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Baseboard zone sizing with a ModCon

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Mosherd1
Mosherd1 Member Posts: 70
Trying to make sure I understand this properly. If I have a ModCon 110,000 boiler with an 8 to 1 turn down that means the minimum firing rate is just over 13,000. If I have a zone with 23 ft of HWBB that should keep the boiler from short cycling. 13,000 btu/580 btus per foot of bb = 23ft @ 180 degree water, but if the boiler is setup with ODR does that mean when the boiler is only making 120 water the boiler is going to cycle on reaching setpoint because 23 ft times 210 btus per foot only will dissipate 4830 btus if this is the only zone calling for heat?

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  • Ironman
    Ironman Member Posts: 7,385
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    The thing that needs to be understood is that burner modulation is to compensate for varying heat loss of the structure, not over-sizing.

    But to answer your question, yes, the boiler will short cycle more with ODR.
     
    I’d recommend that you combine smaller zones or install a buffer tank.
      
    Bob Boan
    You can choose to do what you want, but you cannot choose the consequences.
    Mosherd1Rich_49
  • Big Ed_4
    Big Ed_4 Member Posts: 2,813
    edited December 2022
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    Why a ModCon? Space, efficiency or cool factor ?

    There was an error rendering this rich post.

  • Mosherd1
    Mosherd1 Member Posts: 70
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    @Ironman thank you. The house needs approximately 85,000 btus ( I know this because it has a 5 element electric boiler currently—5 elements x 5000 watts per element = 25,000 25,000 watts x 3.41 btus per watts = 85,250 btus and the house does not keep temp when one element goes bad). The smallest boiler Triangle Tube makes with an 8-1 turndown is 110,000 btus. I’d like to go with a TT as I have a good working relationship with with my salesman from the supply house. (I’m an electrician, but have connections with the other trades).  That 85,000 btu need is split between 2 zones originally, but there is a family room addition that is heated with a wood stove/electric space heaters. They would like to add a propane boiler and keep the electric one for when the ModCon acts up, and then add hydronic heat in the family room.  I figured it will need a buffer tank, but just wanted to verify. 
  • Mosherd1
    Mosherd1 Member Posts: 70
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    @Big Ed_4 a ModCon for convenience.  There is no chimney in the house, and they don’t want to run a metal flue up the side of the house.  Sidewall venting with PVC will be a much simpler install.  
  • hot_rod
    hot_rod Member Posts: 22,327
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    How common is it for that one, smallest zone to be the only one running? Is it a high load zone?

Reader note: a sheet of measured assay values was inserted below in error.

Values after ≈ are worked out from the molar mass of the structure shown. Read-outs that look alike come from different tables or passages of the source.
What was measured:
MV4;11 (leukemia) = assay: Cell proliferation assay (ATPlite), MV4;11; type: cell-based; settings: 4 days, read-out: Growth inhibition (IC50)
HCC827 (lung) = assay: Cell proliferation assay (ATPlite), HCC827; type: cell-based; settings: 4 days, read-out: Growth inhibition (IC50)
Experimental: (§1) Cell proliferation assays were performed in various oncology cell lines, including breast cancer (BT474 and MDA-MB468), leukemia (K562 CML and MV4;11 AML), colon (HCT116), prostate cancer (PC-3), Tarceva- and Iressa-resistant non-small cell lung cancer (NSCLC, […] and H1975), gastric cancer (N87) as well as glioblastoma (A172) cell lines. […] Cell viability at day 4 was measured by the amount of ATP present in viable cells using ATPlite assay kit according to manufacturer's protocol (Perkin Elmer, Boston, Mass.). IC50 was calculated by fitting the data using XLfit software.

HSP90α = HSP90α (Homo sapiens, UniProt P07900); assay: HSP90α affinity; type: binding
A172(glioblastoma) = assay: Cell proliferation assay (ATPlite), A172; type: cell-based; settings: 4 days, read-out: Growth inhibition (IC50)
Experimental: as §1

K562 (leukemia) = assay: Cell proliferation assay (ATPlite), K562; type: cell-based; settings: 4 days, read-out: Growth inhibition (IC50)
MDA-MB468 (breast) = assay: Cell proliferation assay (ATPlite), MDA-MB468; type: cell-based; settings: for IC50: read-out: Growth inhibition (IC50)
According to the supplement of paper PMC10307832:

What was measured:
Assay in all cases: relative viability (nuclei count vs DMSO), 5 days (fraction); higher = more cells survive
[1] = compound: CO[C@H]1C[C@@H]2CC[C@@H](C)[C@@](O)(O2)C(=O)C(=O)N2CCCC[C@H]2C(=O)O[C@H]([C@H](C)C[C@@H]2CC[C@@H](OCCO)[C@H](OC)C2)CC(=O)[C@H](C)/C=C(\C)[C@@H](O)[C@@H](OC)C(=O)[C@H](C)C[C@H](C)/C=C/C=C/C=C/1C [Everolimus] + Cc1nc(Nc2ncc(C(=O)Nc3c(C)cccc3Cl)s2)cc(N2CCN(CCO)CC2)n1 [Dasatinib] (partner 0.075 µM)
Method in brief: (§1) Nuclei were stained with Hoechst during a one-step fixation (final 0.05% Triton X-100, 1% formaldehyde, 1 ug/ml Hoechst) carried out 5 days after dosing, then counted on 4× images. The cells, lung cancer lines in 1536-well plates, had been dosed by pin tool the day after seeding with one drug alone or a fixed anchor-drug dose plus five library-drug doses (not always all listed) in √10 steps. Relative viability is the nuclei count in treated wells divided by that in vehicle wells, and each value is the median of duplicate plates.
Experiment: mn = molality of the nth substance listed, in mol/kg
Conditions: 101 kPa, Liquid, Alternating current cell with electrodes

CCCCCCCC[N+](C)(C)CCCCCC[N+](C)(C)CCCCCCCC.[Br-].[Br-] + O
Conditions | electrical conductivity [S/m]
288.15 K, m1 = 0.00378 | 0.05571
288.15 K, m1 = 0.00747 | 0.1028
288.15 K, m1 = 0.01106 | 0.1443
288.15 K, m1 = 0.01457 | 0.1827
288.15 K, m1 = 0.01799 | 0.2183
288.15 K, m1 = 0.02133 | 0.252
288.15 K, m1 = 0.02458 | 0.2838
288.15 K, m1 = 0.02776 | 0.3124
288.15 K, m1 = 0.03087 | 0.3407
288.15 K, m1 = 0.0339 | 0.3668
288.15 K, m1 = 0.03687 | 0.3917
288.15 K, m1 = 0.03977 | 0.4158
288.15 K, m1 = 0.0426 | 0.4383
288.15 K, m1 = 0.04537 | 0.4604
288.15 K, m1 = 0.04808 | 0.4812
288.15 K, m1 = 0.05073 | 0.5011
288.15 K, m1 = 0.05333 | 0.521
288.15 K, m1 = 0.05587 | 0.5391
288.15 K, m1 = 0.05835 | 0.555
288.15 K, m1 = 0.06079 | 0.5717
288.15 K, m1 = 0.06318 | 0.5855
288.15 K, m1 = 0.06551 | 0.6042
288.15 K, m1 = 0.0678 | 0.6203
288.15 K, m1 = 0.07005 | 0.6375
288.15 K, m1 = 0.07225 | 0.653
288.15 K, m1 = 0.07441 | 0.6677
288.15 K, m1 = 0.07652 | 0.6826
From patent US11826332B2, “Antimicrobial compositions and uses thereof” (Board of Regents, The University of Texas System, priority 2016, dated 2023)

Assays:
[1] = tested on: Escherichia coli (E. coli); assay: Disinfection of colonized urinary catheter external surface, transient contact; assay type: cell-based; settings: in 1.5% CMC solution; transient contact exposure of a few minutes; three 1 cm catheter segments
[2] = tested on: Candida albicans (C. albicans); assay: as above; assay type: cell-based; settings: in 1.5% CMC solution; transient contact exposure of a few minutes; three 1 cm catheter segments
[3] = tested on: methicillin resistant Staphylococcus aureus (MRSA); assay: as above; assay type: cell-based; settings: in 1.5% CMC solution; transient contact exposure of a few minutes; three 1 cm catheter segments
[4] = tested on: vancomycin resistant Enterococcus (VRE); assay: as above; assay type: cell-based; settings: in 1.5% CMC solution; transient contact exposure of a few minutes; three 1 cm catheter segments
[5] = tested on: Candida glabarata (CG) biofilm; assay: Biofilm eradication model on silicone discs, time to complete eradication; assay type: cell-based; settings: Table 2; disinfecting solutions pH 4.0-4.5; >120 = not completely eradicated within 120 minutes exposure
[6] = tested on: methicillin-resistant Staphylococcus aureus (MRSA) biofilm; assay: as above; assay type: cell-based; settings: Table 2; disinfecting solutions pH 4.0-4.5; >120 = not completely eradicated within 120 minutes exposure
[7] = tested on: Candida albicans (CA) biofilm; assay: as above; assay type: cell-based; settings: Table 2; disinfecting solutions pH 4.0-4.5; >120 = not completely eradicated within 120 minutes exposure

Bob "hot rod" Rohr
    trainer for Caleffi NA
    Living the hydronic dream
  • Mosherd1
    Mosherd1 Member Posts: 70
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    @hot_rod very common, they aren’t there very much during the day.  They leave the two other zones pretty cool day and night and when they are home they spend most of the time in that room. I think once they switch from electric to LP they will keep the house somewhat warmer than with the electric boiler, especially with using ODR they won’t have a fast response if/when they turn the heat up in the rest of the house 
  • Mosherd1
    Mosherd1 Member Posts: 70
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    @hot_rod I haven’t done the heatloss calc yet, room is approximately 12 x 20. Three of the walls are exterior with 3 4x4 single pane windows and two exterior doors.  I would guess in the 6000-8000 btu loss range
  • hot_rod
    hot_rod Member Posts: 22,327
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    We have come full circle with zoning hydronic systems. Maybe 40 years ago zoning started to become more common place, more manufacturers building product, industry awareness to comfort options with zoned systems. It was a nice upsell, the concept worked nicely as the boilers were high mass, high water content back then.

    The writing in this guide may look familiar :)

    The concept worked well as high mass slab radiant systems also offered "self buffering"

    The challenge now is the modern boilers, with a few exceptions, both mod con and cast iron have lost the mass and water content. The use of ODR puts another wrinkle in the package.

    Tank type boilers like HTPs work great with micro zoned systems. They started with their Voyager, then Phoenix, now the Pioneer 55 gallon tank type heater. I suspect that Viessmann high mass 300 is a good option. Good that these also modulate!


    Or build in a buffer. Consider the time and $$ to add and pipe a buffer based against one of the high mass options.

    I'm still holding out for a 35K modcon, 10:1

    Bob "hot rod" Rohr
    trainer for Caleffi NA
    Living the hydronic dream
    Rich_49Ironman
  • Rich_49
    Rich_49 Member Posts: 2,766
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    Here is the unit Hot Rod referenced . They are quite good for not cycling . https://www.htproducts.com/pioneer.html
    You didn't get what you didn't pay for and it will never be what you thought it would .
    Langans Plumbing & Heating LLC
    732-751-1560
    Serving most of New Jersey, Eastern Pa .
    Consultation, Design & Installation anywhere
    Rich McGrath 732-581-3833
    Ironman